Students sound off on plexiglass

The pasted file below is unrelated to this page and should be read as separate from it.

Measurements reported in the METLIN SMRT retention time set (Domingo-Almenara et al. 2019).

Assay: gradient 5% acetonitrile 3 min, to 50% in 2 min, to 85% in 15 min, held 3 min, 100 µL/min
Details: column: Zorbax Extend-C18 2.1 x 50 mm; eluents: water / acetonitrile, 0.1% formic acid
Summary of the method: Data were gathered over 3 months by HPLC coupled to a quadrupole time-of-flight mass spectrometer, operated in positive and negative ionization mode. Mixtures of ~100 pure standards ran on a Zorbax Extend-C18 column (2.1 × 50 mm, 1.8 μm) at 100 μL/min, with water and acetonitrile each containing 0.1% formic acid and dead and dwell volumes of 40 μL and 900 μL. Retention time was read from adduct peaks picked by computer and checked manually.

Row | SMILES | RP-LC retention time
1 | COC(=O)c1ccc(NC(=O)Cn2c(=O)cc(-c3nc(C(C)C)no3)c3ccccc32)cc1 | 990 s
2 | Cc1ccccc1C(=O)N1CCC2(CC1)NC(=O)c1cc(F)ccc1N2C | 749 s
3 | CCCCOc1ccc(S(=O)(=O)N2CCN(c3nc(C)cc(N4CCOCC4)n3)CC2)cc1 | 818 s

As Horry County Schools moves closer to five-day, face-to-face instruction for all grade levels, most district schools have completed plexiglass installations. . . Students have mixed opinions about it. . . I dont necessarily agree with the plexiglass. I believe theres no need for it, said Emma Sansbury, a junior at the Academy for the Arts, Science and Technology. However, I know that the district has the students best interest at heart and is just trying to get us back into school full time. . . HCS Chief of Support Services Daryl Brown said the plexiglass at North Myrtle Beach High School and Loris High School would be completed in a few days, and they plan to have all high schools and academies finished before the end of the month. At least one petition is circulating via HCS parent Justin Yarbrough asking the district to remove the plexiglass, saying its only a recommendation from the S. C. Department of Health and Environmental Control, not a requirement. . . These poor kids need normalcy not more self-imposed restrictions and especially not cages, Yarbrough said in his petition, which has over 1,600 signatures. . . The district is installing $5 million worth of plexiglass with the help of the S. C. Department of Education. District officials said with plexiglass and mask-wearing, students can safely be three feet apart instead of the usual six feet of social distancing. . . Many parents have discussed the plexiglass on social media on both sides of the issue. some saying they will do whatever it takes to get their children back in school as usual, and some saying they think the plexiglass needs to be removed. . . The reasons behind those that want it removed range from their children not being able to see and hear the teacher well to questioning how often the plexiglass is cleaned. . . HCS Superintendent Rick Maxey said during Mondays board work session that he did not know how long the plexiglass would be around. . . We will look to DHEC for guidance along those lines, Maxey said. For now, and for the foreseeable future, plexiglass is going to stay in place, and as suggested, the wearing of masks to continue taking steps to mitigate transmission of the virus. . . As for what will happen to the plexiglass when it can be removed, Maxey said the district began discussions with the facilities department to look at how the plexiglass could eventually be repurposed or recycled when that time comes. . . I dont know how long its going to be before we get to the point where it is removed, Maxey said. Were going to stick to the path were on at this point. . . In a Board of Education meeting earlier this month, Brown said the teachers were given cleaning solution, which mainly consisted of warm water and dish soap. Any other cleaners could cause the plexiglass to fog, he said. . . Im not sure if its going to be worth it the plexiglass, Aynor High School senior Clarise Jones said. They seem to be a hassle, but then again I understand they are trying to figure out what to do to keep us safe. . . Emily Rabon, a fellow AHS senior, said that while she might have to sometimes speak louder to be heard in class behind the plexiglass, she is looking at the big picture. . . Spending the last few days of my high school career together with my classmates, many of whom I have not seen in months, is worth it, Rabon said. . . Elementary students have been back full time for almost a month. . . I sit up front and still sometimes cannot understand what my teacher is saying, although students in the back have it way harder because they have plexiglass everywhere, said Kingston Elementary fifth grader Bella Sutherland. I have had a few of my friends say they could never hear the teacher or see him in any way. . . As a senior, Jones is doing her best to look at things in a positive way. . . It started off hard now but I have gotten into a routine of it and I make the most of it, Jones said. Im ready to finish out my senior year strong, however its going to look. . . Rabon concurred. . . There have been many times that I questioned why I was given these circumstances. What I later learned, however, is that perspective is key, Rabon said. If theres one thing that the pandemic has taught me it is to make the most out of the cards that I have been dealt. I wish our senior year was different, but we cannot change or control it. What we can control is how we react to these challenges. . . The district said Monday night that they are also discussing the installation of bipolar ionization technology in Horry County Schools buildings. . . Brown said the technology will send ions into the air system that will seek out and form bonds with particulars in the air and allows our air system to filter more effectively. . . The systems would help improve overall air quality, Brown said, noting it would also help with things such as germs, dust, pollen and mold. . . It will benefit the district even after this pandemic passes us, he said. Brown said the systems would be funded with CARES Act money.

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